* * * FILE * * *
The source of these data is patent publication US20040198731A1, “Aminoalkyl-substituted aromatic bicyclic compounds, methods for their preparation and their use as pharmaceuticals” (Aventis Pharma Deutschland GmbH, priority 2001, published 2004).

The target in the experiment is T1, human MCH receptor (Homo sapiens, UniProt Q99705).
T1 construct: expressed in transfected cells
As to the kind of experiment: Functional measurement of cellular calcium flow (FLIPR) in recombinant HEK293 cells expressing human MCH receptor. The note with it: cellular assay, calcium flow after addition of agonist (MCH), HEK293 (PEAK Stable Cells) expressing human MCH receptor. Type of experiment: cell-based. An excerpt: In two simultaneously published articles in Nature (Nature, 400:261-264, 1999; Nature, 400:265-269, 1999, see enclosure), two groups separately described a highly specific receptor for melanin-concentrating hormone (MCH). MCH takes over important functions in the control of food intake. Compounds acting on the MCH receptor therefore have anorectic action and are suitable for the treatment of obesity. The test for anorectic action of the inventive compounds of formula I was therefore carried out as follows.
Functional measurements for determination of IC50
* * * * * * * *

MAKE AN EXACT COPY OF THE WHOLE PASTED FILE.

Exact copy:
The source of these data is patent publication US20040198731A1, “Aminoalkyl-substituted aromatic bicyclic compounds, methods for their preparation and their use as pharmaceuticals” (Aventis Pharma Deutschland GmbH, priority 2001, published 2004).

The target in the experiment is T1, human MCH receptor (Homo sapiens, UniProt Q99705).
T1 construct: expressed in transfected cells
As to the kind of experiment: Functional measurement of cellular calcium flow (FLIPR) in recombinant HEK293 cells expressing human MCH receptor. The note with it: cellular assay, calcium flow after addition of agonist (MCH), HEK293 (PEAK Stable Cells) expressing human MCH receptor. Type of experiment: cell-based. An excerpt: In two simultaneously published articles in Nature (Nature, 400:261-264, 1999; Nature, 400:265-269, 1999, see enclosure), two groups separately described a highly specific receptor for melanin-concentrating hormone (MCH). MCH takes over important functions in the control of food intake. Compounds acting on the MCH receptor therefore have anorectic action and are suitable for the treatment of obesity. The test for anorectic action of the inventive compounds of formula I was therefore carried out as follows.
Functional measurements for determination of IC50